Mountains and River

Environmental Studies is an interdisciplinary undergraduate program of the Morrissey College of Arts and Science offering a major (B.A.) and a minor. ENVS is a distinct academic community drawn together around a shared purpose of transforming society to be ecologically regenerative, socially just, and economically secure. Solving the environmental challenges we face in the 21st century—climate change, freshwater scarcity, environmental pollution, biodiversity loss, food insecurity—requires a holistic approach, characterized by collaboration and integration across the natural sciences, social sciences, and humanities. In the Environmental Studies Program, students experience this rigorous interdisciplinary approach as they envision and implement paths towards sustainability. We also foster a campus-wide dialog about environmental challenges by sponsoring conferences, lectures and other events.

The Environmental Studies Program aims to empower students to be agents of change for a sustainable society. We meet this goal by:

  • Providing students with an interdisciplinary knowledge and understanding of the world's environmental challenges from scientific, societal, and cultural points of view.

  • Preparing students with a diverse skill set for a wide range of environmentally related careers and/or further graduate study.

Environmental Studies graduates are prepared for a wide range of careers:

  • In alternative energy, working in sales, research, and development of renewable energy technology and infrastructure.
  • In business, working in corporate research, responsibility, and sustainability, green finance and venture capital, entrepreneurial start-ups, or supporting philanthropic efforts in the environmental space.
  • In education, as researchers and policy analysts for think-tanks, K-12 and higher education professionals, and leaders of nature, ecology, and conservancy organizations.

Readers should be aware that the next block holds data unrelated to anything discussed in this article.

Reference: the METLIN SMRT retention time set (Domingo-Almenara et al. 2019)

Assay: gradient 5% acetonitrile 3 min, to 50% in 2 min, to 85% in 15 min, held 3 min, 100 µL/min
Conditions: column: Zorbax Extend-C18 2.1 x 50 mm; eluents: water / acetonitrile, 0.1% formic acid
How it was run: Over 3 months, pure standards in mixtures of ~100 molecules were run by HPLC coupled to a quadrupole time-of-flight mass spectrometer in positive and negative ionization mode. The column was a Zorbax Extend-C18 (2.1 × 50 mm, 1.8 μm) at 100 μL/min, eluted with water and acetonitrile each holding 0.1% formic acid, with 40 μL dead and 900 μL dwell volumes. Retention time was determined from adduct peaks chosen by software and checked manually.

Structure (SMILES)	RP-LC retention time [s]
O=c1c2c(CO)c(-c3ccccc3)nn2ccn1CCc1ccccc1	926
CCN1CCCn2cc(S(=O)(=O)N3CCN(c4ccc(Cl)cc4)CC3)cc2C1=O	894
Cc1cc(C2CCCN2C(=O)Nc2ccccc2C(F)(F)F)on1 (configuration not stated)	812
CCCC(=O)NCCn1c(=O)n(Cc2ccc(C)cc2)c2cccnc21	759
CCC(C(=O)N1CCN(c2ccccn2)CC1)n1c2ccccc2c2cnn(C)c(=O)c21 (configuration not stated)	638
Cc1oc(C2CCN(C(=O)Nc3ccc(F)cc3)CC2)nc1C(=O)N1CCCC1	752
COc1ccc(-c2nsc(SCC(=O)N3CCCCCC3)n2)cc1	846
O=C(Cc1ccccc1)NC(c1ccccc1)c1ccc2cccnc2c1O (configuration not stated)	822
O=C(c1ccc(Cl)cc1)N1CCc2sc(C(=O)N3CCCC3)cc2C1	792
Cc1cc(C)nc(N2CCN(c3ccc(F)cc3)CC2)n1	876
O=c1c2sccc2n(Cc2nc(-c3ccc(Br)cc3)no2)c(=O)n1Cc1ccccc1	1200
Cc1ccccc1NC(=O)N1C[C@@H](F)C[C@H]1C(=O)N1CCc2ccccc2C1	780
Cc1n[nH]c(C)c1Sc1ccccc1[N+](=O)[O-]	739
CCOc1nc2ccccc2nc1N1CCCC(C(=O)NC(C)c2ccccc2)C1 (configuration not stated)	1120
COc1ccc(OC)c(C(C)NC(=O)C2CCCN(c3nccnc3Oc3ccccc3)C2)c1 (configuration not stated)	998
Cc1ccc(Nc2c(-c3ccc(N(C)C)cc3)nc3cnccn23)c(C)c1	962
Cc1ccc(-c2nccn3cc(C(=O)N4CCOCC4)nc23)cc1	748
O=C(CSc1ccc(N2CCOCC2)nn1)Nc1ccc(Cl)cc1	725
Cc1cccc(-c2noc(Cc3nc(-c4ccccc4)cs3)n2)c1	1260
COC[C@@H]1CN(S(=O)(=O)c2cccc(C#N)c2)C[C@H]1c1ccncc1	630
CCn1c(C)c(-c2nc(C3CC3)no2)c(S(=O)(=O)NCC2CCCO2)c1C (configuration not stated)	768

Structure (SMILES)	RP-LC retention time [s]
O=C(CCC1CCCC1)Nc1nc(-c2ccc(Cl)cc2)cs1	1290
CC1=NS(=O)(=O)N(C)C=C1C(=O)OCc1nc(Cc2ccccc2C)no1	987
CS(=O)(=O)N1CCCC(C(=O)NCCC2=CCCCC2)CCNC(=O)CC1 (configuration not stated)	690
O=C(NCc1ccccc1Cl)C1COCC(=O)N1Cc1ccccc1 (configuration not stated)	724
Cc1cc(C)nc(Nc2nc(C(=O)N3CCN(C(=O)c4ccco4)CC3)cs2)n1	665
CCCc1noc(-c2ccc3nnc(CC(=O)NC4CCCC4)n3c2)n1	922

• In health care, as professionals in nursing, medicine, and public health, tackling issues at the intersection of human and environmental health.
  • In the humanities, as writers, journalists, and critics who explain the science of climate change, describe its impacts upon ourselves and the other living beings with whom we share the planet, and communicate the ways we can successfully adapt. 
  • In law and politics, as advocates and analysts in a wide range of firms, foundations, and NGOs, as well as local, state, and federal government positions.
  • In natural and social science, as researchers in environmental health and justice, climate change, biodiversity and conservation, agriculture and food systems, and watershed health. 
  • In natural resource management, working with governmental and non-governmental conservation agencies to protect wild species and ecologically sensitive habitats, and to restore ecosystem services.
  • In urban and regional planning, to help communities adapt to climate change, mitigate greenhouse gas emissions, create sustainable food, water, sanitation, transportation, and housing systems, and correct racial, economic, and environmental inequalities built into the present-day urban fabric.